Everyday Heroes

My father passed away 25 years ago last month. Some days I can clearly remember playing with the tools in his work truck, or eating ice cream after dinner together. Other days it feels so removed that it may have been lived by a different person, and even looking at photos can’t spark the memory. Yet the void remains, as it always will, and every day brings different reminders of his absence.

The Thanksgiving before he passed, an ulcer ruptured in his stomach, and he lost a great deal of blood. We spent the holiday in the hospital with him, his life saved after he had received significant transfusions. We didn’t realize at the time, but the wonderful people who donated that blood bought us three more precious months with my dad. Those beautiful souls, who will remain forever anonymous, took half an hour out of their day and gave us one last Christmas. Talk about paying it forward…

The past several years, I have felt it appropriate to donate blood during the month of February, in honor of my dad. As homage to the people who donated to save him, and as an affirmation for me, knowing I can help save someone else. It costs no money, and very little time, and as the American Red Cross states, “The need is constant. The gratification is instant.” The month of March has been deemed Red Cross Month since 1943, and they look forward to recognizing and celebrating the everyday heroes in our communities – those who help their neighbors by donating blood, learning a life-saving skill, volunteering, or making a financial contribution.


One pint of blood can save three lives, or at the very least give a family one more holiday. I encourage you to be an everyday hero, too.


A native New Yorker, Michelle fell in love with the Farmington Valley after graduating from UConn. She claims to know " a little about a lot", enjoying gardening, woodworking, baking and most any craft. A vegetarian since she was 11, Michelle is raising her daughter vegetarian as well. Together, they enjoy dancing, yoga, walking and bike riding to keep their minds and bodies strong.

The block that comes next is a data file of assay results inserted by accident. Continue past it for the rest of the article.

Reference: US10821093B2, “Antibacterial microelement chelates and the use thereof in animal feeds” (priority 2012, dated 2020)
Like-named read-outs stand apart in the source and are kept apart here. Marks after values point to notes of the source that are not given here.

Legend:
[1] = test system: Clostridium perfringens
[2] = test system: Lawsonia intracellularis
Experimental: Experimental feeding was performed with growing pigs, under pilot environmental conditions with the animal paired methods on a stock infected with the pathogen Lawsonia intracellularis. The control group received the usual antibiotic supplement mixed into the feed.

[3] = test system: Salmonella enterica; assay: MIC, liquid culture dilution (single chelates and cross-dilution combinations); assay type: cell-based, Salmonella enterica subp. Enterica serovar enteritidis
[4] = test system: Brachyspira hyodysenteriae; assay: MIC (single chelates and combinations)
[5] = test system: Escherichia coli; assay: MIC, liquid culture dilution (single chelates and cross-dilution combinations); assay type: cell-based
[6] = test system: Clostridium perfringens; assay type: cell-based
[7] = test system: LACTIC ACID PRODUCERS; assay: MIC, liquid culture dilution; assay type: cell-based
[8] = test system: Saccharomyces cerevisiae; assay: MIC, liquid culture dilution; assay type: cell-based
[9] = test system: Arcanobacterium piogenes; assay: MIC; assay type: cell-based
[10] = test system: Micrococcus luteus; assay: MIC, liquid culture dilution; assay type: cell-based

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  1. LisaG says

    Such a precious gift time can be, any amount. You never know when you or someone you love might need a blood transfusion. At 18 yo I was admitted to the ER missing approximately 4 units of blood and required emergency transfusions. I took 6 units of blood that week I was hospitalized due to an silent bleeding ulcer no one realized I had. I am thankful every day that people took the time to donate.

    • Michelle says

      By the good graces of total strangers, you were given the support that you needed. That must have been terrifying , I hope there were no lasting repercussions. xo

  2. Candace Fitzpatrick says

    It truly is “the gift of life.” Thanks for sharing your story. I hope others are inspired to give!

  3. says

    What a great post! I lost my mom 22 years ago and I have similar feelings about her memories being very vivid at times and others, so distant. Although blood donations did not play a role in her illness, I worked in a Children’s Hospital in college and, because of that experience, I used to donate ALL the time. I’ve since gotten away from it but you just gave a me all I need to start doing it again!!! Thank you.

    • Michelle says

      So sorry for your loss, Allie, and thank you- for your past donations, as well as the future ones. I’m glad I could help spark the motivation again.

  4. vtnative says

    Great post, Michelle. Thank you for reminding us how important it is to think of others!

  5. says

    It is a true act of being a hero, for sure – Not only is it a constant need, but specifically a need for all blood types! Great post Michelle!

  6. Jenn says

    Very touching post and beautifully written. I haven’t donated blood in a number of years, but you have inspired me to donate at the next opportunity…and to try to incorporate it back into something that I just “do”. It takes so little time and barely any effort, and just the knowledge that my blood could potentially help someone is a huge reward. Thank you!